The issue of avian mortality caused by wind turbines and power lines has been a controversial topic here in California ever since the first wind farms were established at Altamont Pass, about 50 miles east of San Francisco. Previous surveys by bird groups estimated that over 1,500 birds are killed each year, including dozens of raptors (Golden Eagles, Red-Tailed Hawks and others), but new surveys claim the number might be double that, despite decades of actions taken by wind developers to reduce the risks.
Currently, about 4,000 vintage turbines from the 1970-80s are being decommissioned, to be replaced with newer, more efficient, and perhaps less threatening designs.
Back in 2007, I revisited Altamont Pass for this Land Letter story about curtailed wind operations.
I guess this will be a continuing story as long as the wind blows over the pass.
Rim Fire contained, but debate over restoration rages on
Earlier this year, an out-of-control campfire wreaked destruction in and around Yosemite National Park, burning through tens of thousands of acres of trees and brush. The smell and char, along with thousands of dead trees, remains...as does a perennial dispute between forest preservationists and those who advocate for salvaging the timber for commercial uses and for future fire prevention.
These articles from E&E's Land Letter harken back to the record-fire years of 2006 and 2007, when hundreds of wildfires caused similar destruction throughout the West, and similar controversies over whether forests are better left to restore naturally, or be pushed along by human activities.
Still no final answers are to be found amid the stumps.
Sometimes when rummaging through old files or boxes in the garage, I come across something that still carries the smudge and smell of smoke -- 20 years after a fire devastated our home and office in late November 1993.
For the next six months -- cold, wet months at that -- spouse and pets and I struggled through on a daily basis. We had no where else to go, and we lived with a burned out shell of a first floor, a windowless top floor, and a lack of heat. The California Energy Markets newsletter carried on as before, but in a decentralized way that has since become common for journalism, with a virtual office and telecommuting staffers.
We were (and felt like pioneers).
Here are two pieces from CEM recounting the fire and aftermath. One a Bottom Lines column written immediately after the blaze, and the other a more satiric look at the travails I felt as a Guilty Environmentalist who was wasting energy every day just to keep on keeping on. After the windows were replaced, the house restored and the sun came out, I endorsed a life lesson I still keep to this day: Be Thankful Every Day.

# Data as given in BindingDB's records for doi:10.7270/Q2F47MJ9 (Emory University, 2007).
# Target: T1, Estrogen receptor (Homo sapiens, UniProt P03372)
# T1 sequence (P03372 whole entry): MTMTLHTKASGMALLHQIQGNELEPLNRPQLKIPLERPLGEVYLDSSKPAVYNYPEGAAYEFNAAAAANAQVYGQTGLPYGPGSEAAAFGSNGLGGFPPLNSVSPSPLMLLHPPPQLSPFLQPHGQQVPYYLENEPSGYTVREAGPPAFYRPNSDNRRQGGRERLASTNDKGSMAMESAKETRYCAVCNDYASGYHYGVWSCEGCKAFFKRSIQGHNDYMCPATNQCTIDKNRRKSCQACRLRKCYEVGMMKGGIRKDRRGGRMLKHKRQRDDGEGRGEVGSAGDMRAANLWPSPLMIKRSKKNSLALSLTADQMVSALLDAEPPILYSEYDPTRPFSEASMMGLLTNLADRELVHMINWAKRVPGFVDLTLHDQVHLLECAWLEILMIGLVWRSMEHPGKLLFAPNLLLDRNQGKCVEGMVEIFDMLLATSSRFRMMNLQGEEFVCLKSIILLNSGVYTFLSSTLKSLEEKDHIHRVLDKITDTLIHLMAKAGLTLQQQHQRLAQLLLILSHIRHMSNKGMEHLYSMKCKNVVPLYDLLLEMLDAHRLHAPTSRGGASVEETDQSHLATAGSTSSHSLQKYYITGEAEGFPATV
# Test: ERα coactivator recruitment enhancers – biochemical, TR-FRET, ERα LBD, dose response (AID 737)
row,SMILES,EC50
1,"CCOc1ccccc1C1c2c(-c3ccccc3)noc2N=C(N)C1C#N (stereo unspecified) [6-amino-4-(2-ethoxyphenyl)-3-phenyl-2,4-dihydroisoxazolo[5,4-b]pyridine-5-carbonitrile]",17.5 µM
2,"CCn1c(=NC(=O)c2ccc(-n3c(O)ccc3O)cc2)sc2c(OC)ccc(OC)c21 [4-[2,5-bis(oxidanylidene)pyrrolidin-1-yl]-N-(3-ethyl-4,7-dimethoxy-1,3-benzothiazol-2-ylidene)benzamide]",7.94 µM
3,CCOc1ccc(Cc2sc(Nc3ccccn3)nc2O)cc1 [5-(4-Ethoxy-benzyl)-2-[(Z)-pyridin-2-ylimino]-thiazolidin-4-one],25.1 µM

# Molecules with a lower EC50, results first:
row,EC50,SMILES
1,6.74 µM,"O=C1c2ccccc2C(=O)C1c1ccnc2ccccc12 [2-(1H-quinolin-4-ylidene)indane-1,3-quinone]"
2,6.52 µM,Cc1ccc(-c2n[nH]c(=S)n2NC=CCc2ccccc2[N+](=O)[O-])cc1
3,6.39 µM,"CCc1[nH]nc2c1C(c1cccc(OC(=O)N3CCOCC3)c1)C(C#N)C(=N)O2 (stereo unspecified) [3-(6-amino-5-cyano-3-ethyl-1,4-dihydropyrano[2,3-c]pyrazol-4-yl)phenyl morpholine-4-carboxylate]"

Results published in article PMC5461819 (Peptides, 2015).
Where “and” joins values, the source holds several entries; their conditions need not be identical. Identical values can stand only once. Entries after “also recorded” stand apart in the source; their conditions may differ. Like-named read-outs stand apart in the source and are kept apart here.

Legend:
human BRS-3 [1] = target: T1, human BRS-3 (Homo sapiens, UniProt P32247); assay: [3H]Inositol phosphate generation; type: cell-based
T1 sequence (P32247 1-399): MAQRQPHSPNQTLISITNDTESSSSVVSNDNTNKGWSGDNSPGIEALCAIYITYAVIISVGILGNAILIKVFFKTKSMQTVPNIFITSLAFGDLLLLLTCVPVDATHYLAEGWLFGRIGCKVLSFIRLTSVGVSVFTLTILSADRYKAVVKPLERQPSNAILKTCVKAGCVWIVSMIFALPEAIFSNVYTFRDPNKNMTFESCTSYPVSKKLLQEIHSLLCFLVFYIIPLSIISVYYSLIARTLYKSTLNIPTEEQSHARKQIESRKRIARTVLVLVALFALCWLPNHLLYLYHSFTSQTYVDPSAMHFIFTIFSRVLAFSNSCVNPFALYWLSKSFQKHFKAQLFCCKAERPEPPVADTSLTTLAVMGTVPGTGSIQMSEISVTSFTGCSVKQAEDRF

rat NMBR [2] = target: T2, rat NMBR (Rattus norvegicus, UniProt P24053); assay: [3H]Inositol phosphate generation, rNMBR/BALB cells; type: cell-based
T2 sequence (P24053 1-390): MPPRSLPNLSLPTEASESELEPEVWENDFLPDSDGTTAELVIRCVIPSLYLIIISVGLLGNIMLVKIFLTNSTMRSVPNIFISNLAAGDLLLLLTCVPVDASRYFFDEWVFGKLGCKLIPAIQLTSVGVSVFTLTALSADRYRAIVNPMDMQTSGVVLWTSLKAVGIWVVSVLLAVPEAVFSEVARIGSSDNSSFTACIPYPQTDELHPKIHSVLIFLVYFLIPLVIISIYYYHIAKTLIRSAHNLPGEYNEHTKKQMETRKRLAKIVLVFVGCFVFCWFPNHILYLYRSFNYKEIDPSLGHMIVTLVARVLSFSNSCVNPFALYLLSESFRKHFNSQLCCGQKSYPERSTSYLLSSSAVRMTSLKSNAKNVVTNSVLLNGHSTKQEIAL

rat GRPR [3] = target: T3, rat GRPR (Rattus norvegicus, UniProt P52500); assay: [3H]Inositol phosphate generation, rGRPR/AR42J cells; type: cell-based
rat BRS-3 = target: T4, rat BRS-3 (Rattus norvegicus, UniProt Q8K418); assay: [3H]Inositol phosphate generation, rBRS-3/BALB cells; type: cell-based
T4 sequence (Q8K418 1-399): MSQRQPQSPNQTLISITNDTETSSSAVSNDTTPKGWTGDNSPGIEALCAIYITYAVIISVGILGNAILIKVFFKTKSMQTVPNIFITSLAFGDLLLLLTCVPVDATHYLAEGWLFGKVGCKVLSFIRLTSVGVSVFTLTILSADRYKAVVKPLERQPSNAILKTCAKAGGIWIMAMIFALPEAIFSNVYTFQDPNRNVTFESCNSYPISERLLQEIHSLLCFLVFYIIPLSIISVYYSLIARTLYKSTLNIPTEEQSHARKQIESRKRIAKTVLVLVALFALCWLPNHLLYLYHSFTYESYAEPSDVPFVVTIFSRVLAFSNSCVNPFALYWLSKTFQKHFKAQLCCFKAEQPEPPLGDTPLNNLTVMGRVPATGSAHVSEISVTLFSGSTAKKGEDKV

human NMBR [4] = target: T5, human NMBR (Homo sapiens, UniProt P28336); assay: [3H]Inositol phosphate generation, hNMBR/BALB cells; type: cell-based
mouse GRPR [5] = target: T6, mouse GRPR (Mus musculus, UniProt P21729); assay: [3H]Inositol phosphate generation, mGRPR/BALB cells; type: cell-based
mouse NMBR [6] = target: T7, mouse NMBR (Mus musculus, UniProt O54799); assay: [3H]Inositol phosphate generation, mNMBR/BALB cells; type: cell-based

Happy Holidays, and keep warm.
"Sometimes I wonder just what might have been,
if the bullets missed the Kennedys.
And the Peace Train of the 60s,
rolled across the New Frontier
to a Great Society.
Sometimes I wonder why we broke up on that Day in History...."
Not journalism, but social commentary in song.
World's Largest Solar PV Project Now Operational
The former ARCO Solar demonstration project on the Carrizo Plain, Off Power Road
This month, the 250 MW California Valley Ranch solar photovoltaic project reached full commercial operations. Located on the Carrizo Plain, just off Highway 58, this area has long been targeted as a prime solar energy development site, in part because of good solar induction characteristics and in part because of its prime spot along the high-voltage transmission corridor between the Diablo Canyon nuclear plant and the Midway/Sunset transmission hub near Bakersfield. About 20 years ago, I travelled this route for the Power Road project, just as ARCO Solar was dismantling its experimental flat panel solar project at the site.
Finally, the Carrizo Plain is again living up to its promise as a solar energy resource center.
Energy Crisis Redux
In another news item, the PowerEx energy marketing arm of B.C. Hydro has settled its long-standing dispute with the state of California over electricty overcharges during the Western Energy Crisis of 2000-2001. The deal will result in PowerEx giving up claim to a half billion dollars in energy sales, and returning about $250 million that it took under what were determined to be unfair businss practices. That's about $750 million out of some $9 billion that evaporated during the crisis.
Here's a story from California Current in 2010 that was the last time I had checked in on the refunds/litigation resulting from the Crisis:
Crisis Dust Still Settling 10 Years Later Nov. 29, 2010.